Today’s blog post is a follow-up from last week’s article regarding teacher workload and the misconceptions surrounding the hours teachers really work.
Sally Baker, a primary school teacher, has posted an intriguing blog post on the Australian Education Union’s website. Her post came a few months after a report ‘ACT Teachers Work Longer Hours Than OECD Average‘ , also published on the AEU website, which presented statistics on the workloads of Australian teachers in both the primary and secondary sectors.
The report draws on data from the Organisation for Economic Co-operation and Development (OECD) analysing the hours worked by teachers internationally and the resulting annual publication ‘Education at a Glance’.
The OECD reported that on average Australian primary school teachers have 871 face-to-face hours with students annually. That compares with the OECD average of 782 hours per year.
Sally says that she was prompted to write the article after many non-teacher friends of hers constantly commented on her work hours and how she only works from 9am-3pm, when in fact, this was not the case at all.
Us teachers, and anyone who lives with us, knows that the idea of a teacher only being at work from 9 to 3 is not only madness but also quite impossible if we are doing our job properly.
The article focuses heavily on what is done outside of the classroom, rather than what actually happens during school hours. Sally notes that it would be ‘impossible’ for a teacher to do their job properly within a 9-3 time restraint, and that the job takes a lot more devotion than just turning up to school each day.
As her post is about life as a primary teacher, some of the activities and things Sally has to do for her job aren’t applicable across secondary teachers also, but it does give an interesting insight into some of the rough things that primary teachers have to deal with (cleaning up ‘accidents’ for example). Whilst last week’s infographics and post gave a brief overview on how teachers spend their day, Sally’s article really dives much deeper and gives a full, detailed recount of exactly how a teacher will spend their time.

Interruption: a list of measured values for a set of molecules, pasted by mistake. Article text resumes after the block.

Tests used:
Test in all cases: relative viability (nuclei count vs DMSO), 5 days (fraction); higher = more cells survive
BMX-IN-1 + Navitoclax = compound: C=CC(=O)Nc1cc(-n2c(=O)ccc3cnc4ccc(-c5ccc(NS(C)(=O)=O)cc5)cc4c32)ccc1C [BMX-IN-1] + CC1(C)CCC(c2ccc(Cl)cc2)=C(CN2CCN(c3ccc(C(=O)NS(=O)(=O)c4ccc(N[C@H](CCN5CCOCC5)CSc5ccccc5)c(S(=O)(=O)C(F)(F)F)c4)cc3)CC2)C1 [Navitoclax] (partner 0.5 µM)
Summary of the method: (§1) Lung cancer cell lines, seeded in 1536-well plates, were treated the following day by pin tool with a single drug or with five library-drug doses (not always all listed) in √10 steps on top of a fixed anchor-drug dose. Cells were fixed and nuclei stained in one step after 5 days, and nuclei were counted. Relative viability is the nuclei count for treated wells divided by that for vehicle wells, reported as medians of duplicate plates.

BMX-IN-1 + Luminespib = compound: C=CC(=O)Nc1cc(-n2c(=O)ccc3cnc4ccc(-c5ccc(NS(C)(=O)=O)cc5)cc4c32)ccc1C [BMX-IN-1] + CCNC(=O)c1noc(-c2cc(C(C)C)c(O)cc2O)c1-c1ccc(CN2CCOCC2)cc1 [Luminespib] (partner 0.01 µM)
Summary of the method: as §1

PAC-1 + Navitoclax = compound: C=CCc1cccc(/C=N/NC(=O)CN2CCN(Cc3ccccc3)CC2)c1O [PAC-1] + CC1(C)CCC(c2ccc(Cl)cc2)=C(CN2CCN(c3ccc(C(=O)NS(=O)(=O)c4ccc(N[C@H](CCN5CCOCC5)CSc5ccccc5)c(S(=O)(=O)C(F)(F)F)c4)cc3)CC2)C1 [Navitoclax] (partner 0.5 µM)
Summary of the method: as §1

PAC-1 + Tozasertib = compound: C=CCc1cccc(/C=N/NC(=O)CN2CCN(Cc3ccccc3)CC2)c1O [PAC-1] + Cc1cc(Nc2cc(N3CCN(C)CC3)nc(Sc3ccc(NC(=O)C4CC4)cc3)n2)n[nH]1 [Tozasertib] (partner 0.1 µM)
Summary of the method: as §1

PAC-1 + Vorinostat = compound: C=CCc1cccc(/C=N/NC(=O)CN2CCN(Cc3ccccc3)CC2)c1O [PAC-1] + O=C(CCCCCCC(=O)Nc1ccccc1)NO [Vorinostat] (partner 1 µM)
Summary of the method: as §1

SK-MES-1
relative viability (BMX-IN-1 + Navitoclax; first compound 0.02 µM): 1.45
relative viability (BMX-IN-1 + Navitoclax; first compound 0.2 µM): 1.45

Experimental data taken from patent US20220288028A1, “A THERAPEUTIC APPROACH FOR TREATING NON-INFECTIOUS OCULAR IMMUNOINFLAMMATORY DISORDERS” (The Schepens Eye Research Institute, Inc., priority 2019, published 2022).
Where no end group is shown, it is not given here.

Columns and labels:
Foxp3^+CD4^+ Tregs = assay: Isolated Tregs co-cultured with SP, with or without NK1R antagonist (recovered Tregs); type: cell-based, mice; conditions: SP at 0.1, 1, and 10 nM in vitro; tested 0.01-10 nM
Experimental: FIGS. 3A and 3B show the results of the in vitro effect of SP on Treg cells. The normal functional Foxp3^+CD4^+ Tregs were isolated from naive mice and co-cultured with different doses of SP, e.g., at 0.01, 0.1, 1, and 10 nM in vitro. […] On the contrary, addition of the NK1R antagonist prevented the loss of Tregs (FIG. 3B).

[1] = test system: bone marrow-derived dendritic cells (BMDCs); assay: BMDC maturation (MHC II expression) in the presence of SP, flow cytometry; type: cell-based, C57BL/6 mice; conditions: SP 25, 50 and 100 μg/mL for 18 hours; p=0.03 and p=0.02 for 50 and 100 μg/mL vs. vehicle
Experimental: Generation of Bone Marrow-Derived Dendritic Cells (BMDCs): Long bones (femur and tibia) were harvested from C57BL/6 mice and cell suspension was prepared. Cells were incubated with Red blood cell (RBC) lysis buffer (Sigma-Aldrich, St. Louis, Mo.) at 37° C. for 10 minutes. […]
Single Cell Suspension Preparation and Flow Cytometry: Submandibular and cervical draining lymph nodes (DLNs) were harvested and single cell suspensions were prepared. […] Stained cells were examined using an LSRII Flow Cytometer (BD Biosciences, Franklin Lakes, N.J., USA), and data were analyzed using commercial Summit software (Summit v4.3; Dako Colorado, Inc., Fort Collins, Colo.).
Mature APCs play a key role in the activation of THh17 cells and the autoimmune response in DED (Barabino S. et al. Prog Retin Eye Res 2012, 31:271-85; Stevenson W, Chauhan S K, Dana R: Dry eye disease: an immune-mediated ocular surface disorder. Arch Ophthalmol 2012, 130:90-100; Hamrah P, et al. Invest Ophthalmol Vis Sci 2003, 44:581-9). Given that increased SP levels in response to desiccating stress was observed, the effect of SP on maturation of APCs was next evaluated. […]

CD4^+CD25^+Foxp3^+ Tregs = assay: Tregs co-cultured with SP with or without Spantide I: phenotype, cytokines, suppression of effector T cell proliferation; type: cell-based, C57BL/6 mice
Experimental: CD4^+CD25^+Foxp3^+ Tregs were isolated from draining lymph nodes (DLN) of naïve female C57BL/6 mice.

Teachers arrive early to school and also leave late, with their lunches and breaks often occupied with work-related activities and odd tasks to finish. Setting up, packing up, creating worksheets, finding suitable textbooks and learning materials, including online instructional videos, decorating the classrooms with students work, cleaning up after arty or messy activities, dusting cupboards and wiping down desks…the tasks never seem to end!
If being in charge of 20+ young children wasn’t a lot of work already, teachers must account for all of their work as well, marking assignments on time and tailoring work to suit each student whilst also catching up with parents if there are any issues.
Combine all these small tasks with teacher meetings, parent-teacher meetings, constant emails, planning lessons, assessing, formally reporting and being aware of students social and emotional development and it is hard to argue a case against the real workload of our teachers.
Another insightful piece of information published by the AEU was a research report from Tasmania in 2012 and 2013 focusing directly on teacher workloads in Australia.
The research was conducted through three online surveys and also focus groups, individual interviews and work diaries. What they found was that heavy teacher workloads aren’t just isolated cases, with 70% of Australian teachers strongly agreeing with the statement that “Teaching involves significantly more work or more complexity than it did five years ago”.
More disturbing was that 87.5% of the teachers also said they were not satisfied that their work tasks could be completed within their work hours. Only 27% of the teachers interviewed agreed that their workload was manageable that year.
If there was anything to support Sally Bakers article earlier, this report definitely reflects her feelings towards her workload, and shows us that Sally is not the only teacher having this experience.